Empty the Trash if you haven't already done so. If you use iPhoto, empty its internal Trash first:
iPhoto ▹ Empty Trash
Do the same in other applications, such as Aperture, that have an internal Trash feature. Then restart the computer. That will temporarily free up some space.
According to Apple documentation, you need at least 9 GB of available space on the startup volume (as shown in the Finder Info window) for normal operation. You also need enough space left over to allow for growth of the data. There is little or no performance advantage to having more available space than the minimum Apple recommends. Available storage space that you'll never use is wasted space.
When Time Machine backs up a portable Mac, some of the free space will be used to make local snapshots, which are backup copies of recently deleted files. The space occupied by local snapshots is reported as available by the Finder, and should be considered as such. In the Storage display of System Information, local snapshots are shown as Backups. The snapshots are automatically deleted when they expire or when free space falls below a certain level. You ordinarily don't need to, and should not, delete local snapshots yourself. If you followed bad advice to disable local snapshots by running a shell command, you may have ended up with a lot of data in the Other category. Restart and it should go away.
You can more effectively use a tool such as OmniDiskSweeper (ODS) or GrandPerspective (GP) to explore the volume and find out what's taking up the space. You can also delete files with it, but don't do that unless you're sure that you know what you're deleting and that all data is safely backed up. That means you have multiple backups, not just one. Note that ODS only works with OS X 10.8 or later. If you're running an older OS version, use GP.
Deleting files inside an iPhoto or Aperture library will corrupt the library. Any changes to a photo library must be made from within the application that created it. The same goes for Mail files.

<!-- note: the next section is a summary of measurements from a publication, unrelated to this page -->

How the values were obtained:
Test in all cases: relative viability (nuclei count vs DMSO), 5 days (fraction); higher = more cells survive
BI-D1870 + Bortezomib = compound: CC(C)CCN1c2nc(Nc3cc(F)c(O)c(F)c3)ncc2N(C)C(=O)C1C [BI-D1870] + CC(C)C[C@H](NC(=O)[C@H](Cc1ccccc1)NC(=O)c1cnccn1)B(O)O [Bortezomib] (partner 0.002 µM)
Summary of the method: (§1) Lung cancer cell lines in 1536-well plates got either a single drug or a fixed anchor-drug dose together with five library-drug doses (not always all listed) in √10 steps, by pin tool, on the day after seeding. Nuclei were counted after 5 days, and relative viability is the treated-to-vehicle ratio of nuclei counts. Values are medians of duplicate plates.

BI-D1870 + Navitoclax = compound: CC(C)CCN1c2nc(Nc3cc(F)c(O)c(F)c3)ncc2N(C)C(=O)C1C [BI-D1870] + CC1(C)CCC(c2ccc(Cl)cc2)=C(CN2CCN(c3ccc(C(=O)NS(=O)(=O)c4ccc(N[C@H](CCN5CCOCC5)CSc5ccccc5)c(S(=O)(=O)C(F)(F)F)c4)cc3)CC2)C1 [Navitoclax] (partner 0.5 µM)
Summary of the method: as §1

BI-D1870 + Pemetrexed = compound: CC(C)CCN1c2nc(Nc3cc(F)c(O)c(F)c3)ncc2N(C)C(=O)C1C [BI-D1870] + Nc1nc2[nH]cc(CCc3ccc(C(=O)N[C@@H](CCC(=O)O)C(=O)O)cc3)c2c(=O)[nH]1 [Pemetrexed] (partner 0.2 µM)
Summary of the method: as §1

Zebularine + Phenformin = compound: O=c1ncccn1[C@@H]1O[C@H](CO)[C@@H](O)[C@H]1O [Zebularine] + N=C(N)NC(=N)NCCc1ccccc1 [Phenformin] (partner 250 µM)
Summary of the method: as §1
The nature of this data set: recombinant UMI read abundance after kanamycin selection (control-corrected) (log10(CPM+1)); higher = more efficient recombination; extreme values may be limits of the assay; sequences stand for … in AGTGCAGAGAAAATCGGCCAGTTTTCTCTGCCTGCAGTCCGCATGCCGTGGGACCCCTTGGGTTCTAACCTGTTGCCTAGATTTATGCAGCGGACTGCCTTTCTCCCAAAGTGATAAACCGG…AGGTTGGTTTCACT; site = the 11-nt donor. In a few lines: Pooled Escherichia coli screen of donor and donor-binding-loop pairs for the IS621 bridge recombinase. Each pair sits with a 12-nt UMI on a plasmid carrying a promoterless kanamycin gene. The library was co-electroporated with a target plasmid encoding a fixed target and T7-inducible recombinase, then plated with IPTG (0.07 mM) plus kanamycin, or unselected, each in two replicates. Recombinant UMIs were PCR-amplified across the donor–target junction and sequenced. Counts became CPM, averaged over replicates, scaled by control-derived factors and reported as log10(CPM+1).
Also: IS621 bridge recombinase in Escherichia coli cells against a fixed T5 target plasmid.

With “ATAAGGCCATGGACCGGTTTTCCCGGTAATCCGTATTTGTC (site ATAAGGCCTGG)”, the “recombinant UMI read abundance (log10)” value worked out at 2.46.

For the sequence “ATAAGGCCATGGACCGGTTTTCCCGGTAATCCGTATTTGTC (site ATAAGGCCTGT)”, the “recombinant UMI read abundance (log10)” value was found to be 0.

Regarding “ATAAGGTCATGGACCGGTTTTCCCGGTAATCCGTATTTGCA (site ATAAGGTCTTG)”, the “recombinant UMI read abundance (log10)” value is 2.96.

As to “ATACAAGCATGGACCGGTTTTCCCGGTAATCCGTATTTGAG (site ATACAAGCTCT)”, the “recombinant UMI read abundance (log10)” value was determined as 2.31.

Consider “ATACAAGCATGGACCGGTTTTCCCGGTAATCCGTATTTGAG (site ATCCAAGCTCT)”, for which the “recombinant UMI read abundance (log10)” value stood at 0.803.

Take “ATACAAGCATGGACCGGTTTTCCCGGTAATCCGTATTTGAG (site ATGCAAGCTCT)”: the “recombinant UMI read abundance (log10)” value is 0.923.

Proceed further only if the problem isn't solved by the above steps.
ODS or GP can't see the whole filesystem when you run it just by double-clicking; it only sees files that you have permission to read. To see everything, you have to run it as root.
Back up all data now.
If you have more than one user account, make sure you're logged in as an administrator. The administrator account is the one that was created automatically when you first set up the computer.
Install the app you downloaded in the Applications folder as usual. Quit it if it's running.
Triple-click anywhere in the corresponding line of text below on this page to select it, then copy the selected text to the Clipboard by pressing the key combination command-C:
Launch the built-in Terminal application in any of the following ways:
☞ Enter the first few letters of its name into a Spotlight search. Select it in the results (it should be at the top.)
☞ In the Finder, select Go ▹ Utilities from the menu bar, or press the key combination shift-command-U. The application is in the folder that opens.
☞ Open LaunchPad. Click Utilities, then Terminal in the icon grid.
Paste into the Terminal window by pressing command-V. You'll be prompted for your login password, which won't be displayed when you type it. You may get a one-time warning to be careful. If you see a message that your username "is not in the sudoers file," then you're not logged in as an administrator.
The application window will open, eventually showing all files in all folders, sorted by size. It may take a few minutes for the app to finish scanning.
I don't recommend that you make a habit of doing this. Don't delete anything as root. If something needs to be deleted, make sure you know what it is and how it got there, and then delete it by other, safer, means. When in doubt, leave it alone or ask for guidance.
When you're done with the app, quit it and also quit Terminal.